Covid-19 brings changes to Hollywood filming

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Kit Hoover

Kit Hoover (left) is all smiles as she gets ready for another day of filming on set with fellow members of the “Access” staff.

Lights, camera, now take off your masks! Film is a large part of Los Angeles and Hollywood. These cities are home to many studios, including Universal, Warner Bros. and Disney. During the pandemic, though, the film industry has had to adjust. 

Kit Hoover, mother of Hayes Sullivan ‘21, is a co-host on multiple television shows, including “Access Hollywood,” “Access Daily” and “All Access,” each of which appears on NBC. 

When the pandemic started, NBC had to act quickly and figure out how to produce these shows from home.

“When Covid first hit, [NBC] told us all to stay home the next day. After a week of just showing reruns, they had us tape things on our phones. I was in the backyard with my daughter, taking a video of me memorizing a standup and sending it back to the studio so they could put it on the show. The quality looked bad, and it was crazy,” Hoover said.

After a hectic few weeks, Hoover was able to get into the swing of things.

“Once we realized this was going to go on, they sent us ring lights and microphones. We taped at home for about six months, and now we’re back in the studio,” Hoover said.

While it was fun to do the show from home, Hoover is happy to be back on set.

“At first, I liked it. I could have my pajama pants on, and there was something fun about doing a cooking segment in my own kitchen. My kids would be in the kitchen getting coffee and crashing my interview, which was kind of fun. But then, it got old,” Hoover said.

Even though she’s back in the studio, filming is not the same as it was before.

“We have to stand ten feet apart, and everyone wears a mask and shield except for when getting their makeup done or when on the air,” Hoover said.

One of the main reasons Hoover is happy to be back in the studio is the access the studio provides her to professional makeup.

“Right when Covid hit, they told me to just film in the backyard and make it work. I did my makeup and got ready for about a week with Hayes filming me, and then somebody called me from Glamour Magazine. They said I was so brave to go on camera with no makeup looking the way I do, and I put a lot of effort into [doing my own makeup], but clearly, I wasn’t TV ready. I had a great chuckle about that. I really never cared about my hair and makeup; I just wanted to get the best story or the best interview,” Hoover said.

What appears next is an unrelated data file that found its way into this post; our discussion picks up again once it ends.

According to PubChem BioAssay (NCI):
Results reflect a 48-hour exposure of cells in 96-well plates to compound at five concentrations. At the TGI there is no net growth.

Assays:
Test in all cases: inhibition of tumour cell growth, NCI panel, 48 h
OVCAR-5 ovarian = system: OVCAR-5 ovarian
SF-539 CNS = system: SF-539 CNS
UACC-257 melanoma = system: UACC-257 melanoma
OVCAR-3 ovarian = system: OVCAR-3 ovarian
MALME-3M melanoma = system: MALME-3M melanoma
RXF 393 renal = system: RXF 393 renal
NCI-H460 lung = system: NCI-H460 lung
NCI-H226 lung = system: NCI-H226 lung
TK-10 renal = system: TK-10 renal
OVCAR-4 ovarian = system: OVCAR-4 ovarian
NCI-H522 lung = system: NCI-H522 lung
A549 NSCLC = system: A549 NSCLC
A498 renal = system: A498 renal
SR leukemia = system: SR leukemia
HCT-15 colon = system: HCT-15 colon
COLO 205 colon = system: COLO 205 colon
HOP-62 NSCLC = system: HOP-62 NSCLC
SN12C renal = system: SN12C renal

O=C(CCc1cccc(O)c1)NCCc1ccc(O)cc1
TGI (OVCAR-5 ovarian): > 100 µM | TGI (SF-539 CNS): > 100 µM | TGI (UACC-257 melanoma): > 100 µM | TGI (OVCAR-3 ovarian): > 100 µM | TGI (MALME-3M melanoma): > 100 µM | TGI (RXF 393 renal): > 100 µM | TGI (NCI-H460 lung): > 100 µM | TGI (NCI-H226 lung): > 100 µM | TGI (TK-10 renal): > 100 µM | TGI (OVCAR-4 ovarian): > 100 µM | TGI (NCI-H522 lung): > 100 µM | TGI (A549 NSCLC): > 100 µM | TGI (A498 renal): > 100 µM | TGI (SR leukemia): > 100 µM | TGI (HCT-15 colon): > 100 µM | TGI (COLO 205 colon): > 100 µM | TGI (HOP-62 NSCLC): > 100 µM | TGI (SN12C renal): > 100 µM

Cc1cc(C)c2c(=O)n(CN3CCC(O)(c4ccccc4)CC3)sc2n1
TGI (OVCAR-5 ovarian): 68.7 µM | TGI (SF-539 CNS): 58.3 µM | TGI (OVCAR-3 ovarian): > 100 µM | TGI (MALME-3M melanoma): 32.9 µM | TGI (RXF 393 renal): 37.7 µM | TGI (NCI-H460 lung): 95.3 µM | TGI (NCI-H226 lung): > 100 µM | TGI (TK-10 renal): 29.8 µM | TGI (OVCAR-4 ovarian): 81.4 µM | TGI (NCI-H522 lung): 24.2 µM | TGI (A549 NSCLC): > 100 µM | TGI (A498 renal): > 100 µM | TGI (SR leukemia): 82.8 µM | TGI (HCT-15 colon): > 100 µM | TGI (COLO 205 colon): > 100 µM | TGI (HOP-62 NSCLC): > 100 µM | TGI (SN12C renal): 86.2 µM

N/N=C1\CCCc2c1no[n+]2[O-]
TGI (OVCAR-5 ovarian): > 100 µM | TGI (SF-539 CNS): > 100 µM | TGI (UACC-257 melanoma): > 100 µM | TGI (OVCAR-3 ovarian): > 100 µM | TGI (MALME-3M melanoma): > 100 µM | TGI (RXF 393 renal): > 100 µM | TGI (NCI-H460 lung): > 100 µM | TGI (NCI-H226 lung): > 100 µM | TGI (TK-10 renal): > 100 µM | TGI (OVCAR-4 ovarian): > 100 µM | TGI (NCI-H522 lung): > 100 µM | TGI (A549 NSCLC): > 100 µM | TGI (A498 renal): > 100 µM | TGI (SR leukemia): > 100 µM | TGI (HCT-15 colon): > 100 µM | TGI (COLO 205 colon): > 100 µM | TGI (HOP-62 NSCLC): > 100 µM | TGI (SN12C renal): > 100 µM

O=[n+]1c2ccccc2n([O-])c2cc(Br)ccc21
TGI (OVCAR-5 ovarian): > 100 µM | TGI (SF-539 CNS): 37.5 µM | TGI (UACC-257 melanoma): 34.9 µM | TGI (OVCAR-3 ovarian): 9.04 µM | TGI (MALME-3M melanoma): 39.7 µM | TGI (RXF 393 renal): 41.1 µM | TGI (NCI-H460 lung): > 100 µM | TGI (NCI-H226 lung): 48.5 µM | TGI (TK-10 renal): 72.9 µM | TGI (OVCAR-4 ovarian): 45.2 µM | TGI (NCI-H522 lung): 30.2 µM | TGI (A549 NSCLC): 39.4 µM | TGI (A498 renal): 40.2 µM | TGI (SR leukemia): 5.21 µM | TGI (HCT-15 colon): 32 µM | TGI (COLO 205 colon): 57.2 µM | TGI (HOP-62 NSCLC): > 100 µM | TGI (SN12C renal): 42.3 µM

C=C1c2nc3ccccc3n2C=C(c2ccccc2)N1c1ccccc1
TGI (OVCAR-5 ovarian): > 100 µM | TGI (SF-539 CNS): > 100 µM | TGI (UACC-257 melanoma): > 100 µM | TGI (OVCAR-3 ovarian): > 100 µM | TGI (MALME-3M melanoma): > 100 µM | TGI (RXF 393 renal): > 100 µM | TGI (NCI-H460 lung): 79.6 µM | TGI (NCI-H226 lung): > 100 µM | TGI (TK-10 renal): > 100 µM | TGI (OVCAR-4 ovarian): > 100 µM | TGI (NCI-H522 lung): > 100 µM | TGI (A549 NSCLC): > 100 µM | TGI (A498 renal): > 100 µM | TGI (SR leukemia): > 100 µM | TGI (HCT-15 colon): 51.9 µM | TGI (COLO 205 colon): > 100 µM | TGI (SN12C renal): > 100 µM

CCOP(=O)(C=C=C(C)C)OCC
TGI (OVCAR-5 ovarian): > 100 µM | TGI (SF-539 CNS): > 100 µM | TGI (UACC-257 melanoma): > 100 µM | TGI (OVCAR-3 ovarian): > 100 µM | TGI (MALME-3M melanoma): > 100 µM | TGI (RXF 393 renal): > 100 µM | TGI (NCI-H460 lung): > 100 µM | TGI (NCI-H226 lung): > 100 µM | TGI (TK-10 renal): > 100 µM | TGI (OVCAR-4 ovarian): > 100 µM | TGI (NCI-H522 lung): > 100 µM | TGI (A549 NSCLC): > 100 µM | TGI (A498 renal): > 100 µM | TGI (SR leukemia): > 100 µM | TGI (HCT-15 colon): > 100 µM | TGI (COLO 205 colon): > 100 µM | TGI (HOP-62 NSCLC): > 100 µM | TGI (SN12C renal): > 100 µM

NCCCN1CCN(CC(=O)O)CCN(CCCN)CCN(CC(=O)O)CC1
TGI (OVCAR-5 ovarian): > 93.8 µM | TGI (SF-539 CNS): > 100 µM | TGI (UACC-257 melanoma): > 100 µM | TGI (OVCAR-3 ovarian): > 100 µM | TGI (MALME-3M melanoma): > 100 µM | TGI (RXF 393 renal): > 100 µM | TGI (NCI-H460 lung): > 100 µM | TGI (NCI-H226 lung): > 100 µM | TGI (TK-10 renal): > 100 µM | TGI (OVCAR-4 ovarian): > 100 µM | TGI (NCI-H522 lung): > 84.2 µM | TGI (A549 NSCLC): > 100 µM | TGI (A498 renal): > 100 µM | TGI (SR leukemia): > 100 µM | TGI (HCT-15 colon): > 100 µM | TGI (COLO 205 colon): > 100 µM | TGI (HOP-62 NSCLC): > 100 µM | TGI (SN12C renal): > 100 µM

While Hoover’s work turned upside down, Peter Knight, father of Becket Knight ‘22 and a television writer and producer who has worked on shows such as “BoJack Horseman” and “Big Wolf on Campus,” had an easy adjustment. Knight is currently working on a show called “Fairfax.”

“What I’ve been doing during Covid is develop the stories for the episodes of ‘Fairfax.’ I was on Zoom the whole time with eight writers and a writer’s assistant. It was shockingly smooth and not disruptive to the flow,” Knight said. “A writer’s room thrives on comaraderie and in-room jokes that arise. We were able to get that and had lots of inside jokes.”

Knight and his team of writers have been doing their best to make the most out of working on Zoom.

“One of our writers had reached out to another writer, and they coordinated what they were wearing every day in secret. Organically, we started to have a theme every day. We would dress as the future or tennis, and it was this thing that brightened everything up,” Knight said.

Similar to Knight, Rebecca Kitt, mother of Ella Kitt ‘21 (renowned editor-in-chief of the Shield) and Ava Kitt ‘24, has been able to adapt to the changes that the pandemic has brought on as well.

Kitt is an acting coach and a manager. She coaches actors for their auditions and on projects they get. 

During Covid, her job has not changed drastically because she’s always Skyped or FaceTimed her clients, since they were located all over the United States. Even before Covid, it was rare that she had a client in Los Angeles.

One point Kitt noted, however, was that Covid could have the potential to change the nature of filming. Before Covid, film sets had started to become increasingly crowded. 

“It had gotten to the point where a lot of people were on set. All the executives would come and it wouldn’t feel as intimate for the actors. I hope people will realize that [set] is not a playground or social event but that it is a vulnerable place to work,” Kitt said.

Kitt works with a variety of people, some famous and others just starting out, but she has seen one commonality between everyone during the pandemic.

“I notice that I’m dealing with a lot of appreciative people who are just happy that they’re working,” Kitt said.